Chilean Sea Bass With Celeriac Purée & Morels

This wonderful recipe incorporates some classic autumnal flavours and really showcases the stunning Chilean sea bass. We have tailored this recipe to suit a small dinner party where the preparation and execution of each element can be done ahead of time so the serving and plating of the dish is very simple. 

Serves 6

INGREDIENTS:

1kg+ Whole Chilean Sea Bass fillet

1 bag of baby leaf spinach 

Olive Oil

Salt & Pepper

Celeriac Purée

1 Small head of Celeriac

100ml Milk

100ml Water 

40ml Double Cream

Morel Sauce

50g Plantin Dried Morels

300ml of boiling water for Morel stock

1 Banana Shallot - peeled and cut into large 6/8 pieces

1 Small Clove of Garlic - Peeled & halved

1 Sprig of Thyme

1 Bay Leaf

125ml Red Wine

20ml Double Cream 

Unsalted Butter

Olive oil

Salt & Pepper

METHOD:

Morel Sauce

Morels always contain a small amount of grit or sand that can be easily removed by the following procedure. 

For the Morel stock, place the 50g Morels in a bowl and pour 300ml of boiling water over them, leave to soak for approximately 45 mins. Remove the Morels and Strain the liquid through a fine sieve lined with kitchen paper to remove any grit from the liquid, then set aside.

In a bowl of cold water dunk and agitate the morels briefly and remove. Discard the water, refill with fresh and repeat the previous step once or twice until water is clean.  It is important not to let the morels sit in the water for any period of time as you don’t want them to absorb any more water.  Place morels on a plate between kitchen towels and set aside until ready to use. 

In a heavy bottom saucepan pan, gently sweat shallots, and garlic in good quality olive oil with a pinch of salt until soft. Turn the heat up briefly and add red wine to deglaze the pan and boil off the alcohol.  Add thyme and bay leaf, reduce the heat again slightly and reduce wine by two thirds. Add the morel stock, bring back to the boil then reduce by half. Taste the sauce to make sure you have reduced it for long enough and the flavour of morels is concentrated. Add the splash of cream and bring to the boil, then reduce heat and simmer until the sauce is the consistency to coat the  back of a spoon. Check the seasoning and set aside.

Celeriac Purée

Peel and cube the celeriac. On a low heat, in a heavy based, wide pan, sweat the celeriac with a knob of butter and pinch of salt. You are aiming for soften and translucent with no colour (approximately 15 mins) then add the milk, water and cream and simmer until completely soft.

Take off the heat and cool for a few minutes. Strain off and keep the liquid. Place the celeriac in a blender and slowly add the liquid while blending to create a vortex in the blender, to reach a perfect consistency the puree should be smooth, thick, but not runny. Check the seasoning, cover the surface with a piece of baking paper (cartouche) to prevent a skin forming, and set aside.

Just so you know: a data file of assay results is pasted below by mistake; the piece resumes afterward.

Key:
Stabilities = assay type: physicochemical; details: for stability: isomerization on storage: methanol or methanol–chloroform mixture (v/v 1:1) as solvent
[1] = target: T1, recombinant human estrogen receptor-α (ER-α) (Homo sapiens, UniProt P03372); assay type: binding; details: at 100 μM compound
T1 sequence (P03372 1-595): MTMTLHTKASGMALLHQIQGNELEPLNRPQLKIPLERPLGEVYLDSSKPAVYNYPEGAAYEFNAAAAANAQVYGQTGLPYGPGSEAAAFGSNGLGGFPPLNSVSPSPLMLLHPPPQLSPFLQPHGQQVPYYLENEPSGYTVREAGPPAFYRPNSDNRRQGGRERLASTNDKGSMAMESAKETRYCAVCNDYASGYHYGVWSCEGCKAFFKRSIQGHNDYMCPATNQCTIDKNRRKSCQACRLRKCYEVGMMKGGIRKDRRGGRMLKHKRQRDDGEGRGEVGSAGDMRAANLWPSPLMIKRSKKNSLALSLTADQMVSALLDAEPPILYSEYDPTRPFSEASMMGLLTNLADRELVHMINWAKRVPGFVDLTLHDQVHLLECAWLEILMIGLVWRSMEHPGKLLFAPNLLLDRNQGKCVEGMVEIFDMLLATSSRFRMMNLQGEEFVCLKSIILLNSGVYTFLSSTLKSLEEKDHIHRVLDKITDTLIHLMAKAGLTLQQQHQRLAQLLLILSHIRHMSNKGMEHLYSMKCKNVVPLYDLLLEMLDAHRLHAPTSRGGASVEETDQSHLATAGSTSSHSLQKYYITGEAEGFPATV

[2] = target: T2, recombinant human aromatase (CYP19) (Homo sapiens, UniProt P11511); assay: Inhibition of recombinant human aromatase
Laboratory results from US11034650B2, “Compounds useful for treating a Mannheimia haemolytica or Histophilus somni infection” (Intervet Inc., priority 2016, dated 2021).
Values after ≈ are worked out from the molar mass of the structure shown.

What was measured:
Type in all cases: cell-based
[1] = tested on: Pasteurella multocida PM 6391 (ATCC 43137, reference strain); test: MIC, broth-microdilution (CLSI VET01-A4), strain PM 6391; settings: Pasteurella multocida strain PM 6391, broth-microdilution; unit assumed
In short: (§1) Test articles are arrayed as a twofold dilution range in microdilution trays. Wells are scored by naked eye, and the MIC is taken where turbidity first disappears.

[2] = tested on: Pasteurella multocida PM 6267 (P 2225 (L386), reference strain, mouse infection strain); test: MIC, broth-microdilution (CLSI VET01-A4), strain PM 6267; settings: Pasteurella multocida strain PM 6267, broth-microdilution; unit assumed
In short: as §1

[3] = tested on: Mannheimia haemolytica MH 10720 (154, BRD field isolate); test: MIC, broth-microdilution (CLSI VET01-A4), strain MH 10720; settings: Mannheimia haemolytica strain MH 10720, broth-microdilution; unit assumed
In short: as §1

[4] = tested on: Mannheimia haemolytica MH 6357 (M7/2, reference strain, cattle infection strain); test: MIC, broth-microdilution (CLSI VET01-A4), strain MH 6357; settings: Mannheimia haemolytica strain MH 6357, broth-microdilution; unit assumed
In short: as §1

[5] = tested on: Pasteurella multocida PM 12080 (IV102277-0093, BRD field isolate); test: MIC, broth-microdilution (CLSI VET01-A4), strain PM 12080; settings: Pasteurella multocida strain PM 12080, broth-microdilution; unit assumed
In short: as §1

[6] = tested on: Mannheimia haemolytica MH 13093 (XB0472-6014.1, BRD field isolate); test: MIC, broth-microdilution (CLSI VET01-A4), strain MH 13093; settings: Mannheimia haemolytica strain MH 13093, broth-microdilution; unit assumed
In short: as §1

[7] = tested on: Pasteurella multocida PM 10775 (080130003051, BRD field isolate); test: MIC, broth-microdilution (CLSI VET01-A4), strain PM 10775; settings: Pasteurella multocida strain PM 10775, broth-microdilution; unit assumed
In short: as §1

How to prepare the Chilean Sea Bass:

Remove the fish from the freezer the night before and place in the fridge to defrost.  The Chilean sea bass we supply contains 5-6 large pin bones at the head end which are difficult to pull out using tweezers without damaging the flesh, so we recommend cutting a narrow v insertion along the bone line, down to the skin, but not through the skin and removing the bones this way. Trim any thin edges of the fillet and divide into portions depending how many people are eating and your appetite. 

We recommend 150g+ per person. Cut first the curved head end portion, then a larger tail section then divide the remaining into 4 equal sized center portions. 

Note* If you do not need to use the whole fillet it is possible to portion it easily by removing from the freezer and packaging, then place on a large chopping board for  20 mins to 'temper' the fillet without defrosting fully. After a short time unused portions can be cut, individually double wrapped in cling film and returned to the freezer for a later date.

To Serve:

In separate small saucepans gently heat the celeriac pureé and sauce on the stove.

Cooking the Sea bass:

Pat the skin dry with paper towel and lightly season. In a non stick, heavy based frying pan heat olive oil until the pan is hot but not smoking. Gently place sea bass in the pan skin side down, dropping the portions away from you so as not to splash hot oil.

Gently use the back of a fish slice to press down and ensure the skin is flat on the surface of the pan. Keep the pan on a medium to medium high heat and once the edges of the skin appear golden, transfer the sea bass onto a baking tray on a piece of parchment skin side up and set aside until you have prepped your garnish and are ready to begin to plate.  Once you have reached this point, put the sea bass into a preheated fan oven at 180 degrees, or 200 degrees conventional oven for approximately 4-5 minutes.

Spinach:

Wash spinach and dry excess water. As soon as the sea bass goes in the oven saute the spinach briefly in a hot frying pan with a knob of butter and seasoning, set aside on a warm plate.

Morels:

Using the same hot pan you sautéed the spinach in, fry the morels briefly with a knob of butter and seasoning until a little colour is achieved and turn off the heat.

To plate:

As you begin to plate your garnish, put the sea bass in the preheated oven.  Using a dessert spoon, scoop a spoon of celeriac puree and tap onto the plate. Without lifting the spoon off the plate, swipe the spoon towards you. Using tongs, place spinach on the plate. Position morels around, odd numbers look better for presentation purposes. Place the perfectly cooked sea bass on top of the spinach and pour some of the morel sauce around the plate, but not over the fish. 


Serve with buttered new potatoes and a light red wine such as a Pinot Noir.